POLITICS
11/20/2018 05:36 am ET Updated Nov 20, 2018

Stacey Abrams Says Georgia Gubernatorial Election Was Neither Fair Nor Free

The former Democratic nominee for governor has vowed to fight voter suppression in her state.

Georgia’s hotly contested election for governor was neither fair nor free, former Democratic gubernatorial nominee Stacey Abrams said in a Monday night interview.

Abrams, who announced on Friday that she was ending her gubernatorial bid, told MSNBC’s Chris Hayes that her Republican opponent Brian Kemp had for years undermined democracy as Georgia’s secretary of state.

“It was not a free and fair election,” Abrams said. “We had thousands of Georgians who were purged from the rolls wrongly, including a 92-year-old woman who had voted in the same area since 1968 ― a civil rights leader.”

“Brian Kemp oversaw — for eight years — the systematic and systemic dismantling of our democracy and that means there could not be free and fair elections in Georgia this year,” she added.

Kemp, who only resigned as secretary of state after the Nov. 6 election, was dogged throughout his campaign by accusations of voter suppression. The Associated Press reported in October that Kemp’s office had put 53,000 voter registration applications on hold ― almost 70 percent of them from African-Americans ― because of the state’s controversial “exact match” law.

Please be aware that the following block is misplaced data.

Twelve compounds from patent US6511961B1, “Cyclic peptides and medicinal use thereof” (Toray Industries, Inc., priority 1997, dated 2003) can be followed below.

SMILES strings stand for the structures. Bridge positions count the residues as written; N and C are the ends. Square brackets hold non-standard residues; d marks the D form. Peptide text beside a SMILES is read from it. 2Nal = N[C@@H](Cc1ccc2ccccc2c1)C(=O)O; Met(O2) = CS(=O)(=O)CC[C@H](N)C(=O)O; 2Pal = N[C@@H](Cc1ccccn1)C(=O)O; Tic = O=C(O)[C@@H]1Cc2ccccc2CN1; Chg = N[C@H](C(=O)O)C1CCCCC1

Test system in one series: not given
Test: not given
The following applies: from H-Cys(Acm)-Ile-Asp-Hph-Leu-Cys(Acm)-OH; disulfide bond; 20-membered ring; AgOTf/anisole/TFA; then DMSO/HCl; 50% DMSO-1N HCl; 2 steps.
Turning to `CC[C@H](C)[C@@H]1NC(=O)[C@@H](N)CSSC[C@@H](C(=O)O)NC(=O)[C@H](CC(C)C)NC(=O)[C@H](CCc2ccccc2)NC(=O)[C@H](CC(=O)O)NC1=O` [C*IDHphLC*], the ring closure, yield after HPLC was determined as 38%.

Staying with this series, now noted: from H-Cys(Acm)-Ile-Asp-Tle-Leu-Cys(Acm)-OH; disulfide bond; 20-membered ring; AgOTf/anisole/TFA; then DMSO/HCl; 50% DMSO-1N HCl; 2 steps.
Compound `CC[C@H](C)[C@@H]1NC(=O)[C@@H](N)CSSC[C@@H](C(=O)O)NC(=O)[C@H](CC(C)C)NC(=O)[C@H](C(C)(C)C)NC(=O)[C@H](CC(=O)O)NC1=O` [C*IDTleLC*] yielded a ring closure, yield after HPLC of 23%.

Abrams told Hayes that she’s started an organization called Fair Fight Georgia aimed at tackling voter suppression in the state. The organization, she said, is planning on filing a federal lawsuit next week “that will allege the gross mismanagement that we have seen and that we have been able to document.” 

“In fact, we thought we were going to go forward with the case ... this week, but we have gotten so many more — so much more information from voters, so many more calls, that we’re continuing to gather affidavits and we’re going to push it to next week, given the holidays,” Abrams told Hayes.

Abrams also reiterated her intention to run for office at a later date ― a plan she’d mentioned during a Sunday interview with CNN’s “State of the Union.”

“I’m going to spend the next year as a private citizen, but I do indeed intend to run for office again,” Abrams told CNN. “I’m not sure for what and I am not exactly certain when. I need to take a nap, but once I do, I’m planning to get back into the ring.”

HuffPost

BEFORE YOU GO

CONVERSATIONS